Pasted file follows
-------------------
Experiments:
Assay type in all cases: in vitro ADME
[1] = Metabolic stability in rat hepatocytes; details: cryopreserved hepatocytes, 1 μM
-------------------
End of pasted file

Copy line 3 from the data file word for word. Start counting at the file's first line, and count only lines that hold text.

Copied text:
[1] = Metabolic stability in rat hepatocytes; details: cryopreserved hepatocytes, 1 μM